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  • Writer's pictureAndrew Comiskey

The French Lesson

My first desert experience occurred shortly after I became a Christian. Having moved back to my parent’s home from the gay ghetto of Long Beach, I grew bored. Fast. So I moved back to the beach, only this time to a family of French folks who were renting out a tiny 20’ by 8’ room in the back of their large home.

Not a good idea. My motives were impure—I wanted to have fun again, and the peculiar Christians I had met were not fun. Needless to say, I immediately returned to my old habits. Only this time it was not fun. I found myself guilty, ill at ease with new ‘friends’, feeling and acting false. I was not being true to the stream of new life coursing through me. I had to stifle the Spirit in me to dance with other spirits.

I loved the French family. But they did not know what to do with me. What must they have thought: Was I gay? A member of some fanatical American cult? They were typically liberal, with many gay friends and relatives. I partied with them; I amused and confused them, and failed to give a clear account of who I was.

In this desert, I was only confused.

Desert life was awful. I remember one day I asked the Lord to leave. I pleaded with Him to remove the life-spring inside me.

The day went from bad to worse. I worked with mentally challenged kids (fitting for one morally challenged!) and the entire classroom broke out into sustained chaos. On the bike ride home, it poured rain. My tiny room had neither kitchen nor heat; I sat there, a wet, hungry lump. There was a knock on the door: my beautiful friend Ted, the only Christian I knew in the area, had come to just encourage me. God had not answered my prayer for Him to vacate.

‘Where can I go from Your Spirit? Where can I flee from Your presence? If I go up to the heavens, You are there; if I make my bed in the depths, You are there.’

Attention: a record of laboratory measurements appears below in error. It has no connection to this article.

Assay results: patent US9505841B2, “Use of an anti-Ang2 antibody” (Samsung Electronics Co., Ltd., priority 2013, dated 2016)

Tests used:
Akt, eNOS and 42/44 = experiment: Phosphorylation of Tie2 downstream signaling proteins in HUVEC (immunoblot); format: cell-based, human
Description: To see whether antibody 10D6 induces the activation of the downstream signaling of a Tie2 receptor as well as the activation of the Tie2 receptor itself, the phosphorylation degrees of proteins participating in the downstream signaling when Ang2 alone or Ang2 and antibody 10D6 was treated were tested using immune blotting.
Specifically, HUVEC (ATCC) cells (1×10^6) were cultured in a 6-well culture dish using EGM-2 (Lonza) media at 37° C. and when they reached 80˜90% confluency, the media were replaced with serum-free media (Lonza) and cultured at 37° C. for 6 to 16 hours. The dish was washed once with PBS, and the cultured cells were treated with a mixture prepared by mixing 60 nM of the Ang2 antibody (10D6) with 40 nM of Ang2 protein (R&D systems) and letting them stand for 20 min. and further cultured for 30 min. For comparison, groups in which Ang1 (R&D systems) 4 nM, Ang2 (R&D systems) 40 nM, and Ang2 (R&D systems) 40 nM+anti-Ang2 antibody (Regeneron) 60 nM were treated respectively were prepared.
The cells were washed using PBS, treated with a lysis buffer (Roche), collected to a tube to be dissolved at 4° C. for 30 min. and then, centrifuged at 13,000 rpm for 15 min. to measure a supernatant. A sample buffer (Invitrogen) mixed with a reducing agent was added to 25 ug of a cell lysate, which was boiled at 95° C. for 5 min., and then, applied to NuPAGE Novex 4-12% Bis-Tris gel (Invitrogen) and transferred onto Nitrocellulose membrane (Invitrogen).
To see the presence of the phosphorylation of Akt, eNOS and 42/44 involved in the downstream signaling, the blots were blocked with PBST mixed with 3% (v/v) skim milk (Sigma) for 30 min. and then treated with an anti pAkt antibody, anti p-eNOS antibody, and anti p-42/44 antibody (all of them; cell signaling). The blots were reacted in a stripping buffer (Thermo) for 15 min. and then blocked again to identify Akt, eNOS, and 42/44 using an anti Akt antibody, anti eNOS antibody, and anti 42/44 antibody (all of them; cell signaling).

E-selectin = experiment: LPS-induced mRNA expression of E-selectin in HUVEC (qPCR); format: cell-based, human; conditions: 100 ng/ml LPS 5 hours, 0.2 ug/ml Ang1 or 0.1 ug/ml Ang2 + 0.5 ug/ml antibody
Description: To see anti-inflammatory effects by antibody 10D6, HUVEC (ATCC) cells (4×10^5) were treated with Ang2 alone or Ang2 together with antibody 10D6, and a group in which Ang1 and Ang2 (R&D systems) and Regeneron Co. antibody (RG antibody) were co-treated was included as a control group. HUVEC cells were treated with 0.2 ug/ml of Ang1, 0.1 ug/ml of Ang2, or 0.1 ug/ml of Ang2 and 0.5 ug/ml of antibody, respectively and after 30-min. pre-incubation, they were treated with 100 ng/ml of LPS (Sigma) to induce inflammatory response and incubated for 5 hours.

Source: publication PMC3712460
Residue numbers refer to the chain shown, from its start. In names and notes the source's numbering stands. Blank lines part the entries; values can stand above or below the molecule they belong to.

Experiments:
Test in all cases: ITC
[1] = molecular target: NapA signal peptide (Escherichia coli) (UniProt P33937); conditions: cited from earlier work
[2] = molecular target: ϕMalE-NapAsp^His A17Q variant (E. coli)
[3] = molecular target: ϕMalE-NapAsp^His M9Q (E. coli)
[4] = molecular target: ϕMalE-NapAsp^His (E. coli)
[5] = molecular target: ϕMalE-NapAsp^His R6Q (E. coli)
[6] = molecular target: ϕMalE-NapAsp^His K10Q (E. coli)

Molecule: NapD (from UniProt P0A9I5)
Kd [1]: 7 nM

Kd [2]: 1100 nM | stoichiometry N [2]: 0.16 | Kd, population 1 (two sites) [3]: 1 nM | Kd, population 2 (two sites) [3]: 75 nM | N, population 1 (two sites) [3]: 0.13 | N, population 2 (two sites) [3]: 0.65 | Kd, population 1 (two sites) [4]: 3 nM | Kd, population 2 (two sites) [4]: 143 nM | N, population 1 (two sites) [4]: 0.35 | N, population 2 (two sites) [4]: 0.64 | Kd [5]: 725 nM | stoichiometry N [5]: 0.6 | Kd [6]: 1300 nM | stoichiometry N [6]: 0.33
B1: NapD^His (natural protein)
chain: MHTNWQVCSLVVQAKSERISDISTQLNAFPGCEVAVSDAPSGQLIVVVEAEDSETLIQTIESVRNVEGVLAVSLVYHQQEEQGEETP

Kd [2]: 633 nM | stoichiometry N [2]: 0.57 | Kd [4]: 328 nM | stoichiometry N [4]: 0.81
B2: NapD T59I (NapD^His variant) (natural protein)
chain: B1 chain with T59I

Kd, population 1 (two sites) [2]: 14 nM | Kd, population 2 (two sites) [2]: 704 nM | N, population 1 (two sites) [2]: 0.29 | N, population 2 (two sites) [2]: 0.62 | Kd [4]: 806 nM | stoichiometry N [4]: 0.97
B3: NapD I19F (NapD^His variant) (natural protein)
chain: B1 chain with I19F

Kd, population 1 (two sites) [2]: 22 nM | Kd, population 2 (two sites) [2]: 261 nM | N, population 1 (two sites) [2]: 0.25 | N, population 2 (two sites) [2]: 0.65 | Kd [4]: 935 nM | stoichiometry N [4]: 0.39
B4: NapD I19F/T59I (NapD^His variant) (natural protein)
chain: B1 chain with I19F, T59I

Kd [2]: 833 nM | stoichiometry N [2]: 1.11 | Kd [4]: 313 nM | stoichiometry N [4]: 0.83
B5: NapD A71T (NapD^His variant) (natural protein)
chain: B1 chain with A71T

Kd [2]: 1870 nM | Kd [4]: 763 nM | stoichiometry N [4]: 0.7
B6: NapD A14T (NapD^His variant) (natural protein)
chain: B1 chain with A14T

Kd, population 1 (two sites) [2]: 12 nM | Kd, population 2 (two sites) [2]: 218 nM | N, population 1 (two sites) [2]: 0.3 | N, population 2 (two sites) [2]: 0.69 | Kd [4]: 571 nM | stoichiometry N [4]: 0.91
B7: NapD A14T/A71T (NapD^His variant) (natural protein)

(PS 139: 8, 9)

Things started to change. Ted was my real friend. Jesus was the real Source. I found I could summon the ‘waters’ by hanging out with Ted, by singing the dumb songs we learned in Church, by reading Scripture. I began to realize that I was not genetically ‘gay’, just foolish and addicted and lonely, and that my choices could help determine my destiny. I had purpose.

At my next (and last) French party, I was sober, clear, and grateful for these wonderful people who had accepted me in all my confusion. The sister of the owner, unusually sophisticated and sharp-tongued, asked me what I was about.

At first I gave her the usual Christian schtick. She was unimpressed, certain that I was in a cult. Then I told her how Jesus was actually helping me to overcome a lot of destructive things tied to my homosexuality. He was giving me an identity that surpassed the old gay self.

Her eyes filled with tears. She couldn’t believe it. ‘He helps you with that?’ I explained more. She took me down the hall and confided in me that her son was gay, and troubled—in and out of mental health clinics. I promised to talk with him if he wanted to. (Although he did not, his older lover, a Catholic, did. I encouraged him in the Lord; we prayed together and agreed that Jesus is the answer.)

Jesus met me in the desert of my wandering and proved Himself to me as the Source. He even used me to release water there to others. He makes the burning sand a pool of mercy.

‘As You have shown us mercy, O God, in the desert places of our lives, would You show mercy to the beleaguered state of marriage in the USA? As the Perry vs. Schw. case wends its way to the National Supreme Court, prepare for Yourself a victory. We shall render to Caesar what is Caesar’s but we shall prayerfully fight for what is Yours, O God. Prepare the hearts of each justice, especially Justice Anthony Kennedy, to uphold marriage according to Your merciful design. Remember mercy, O God.’

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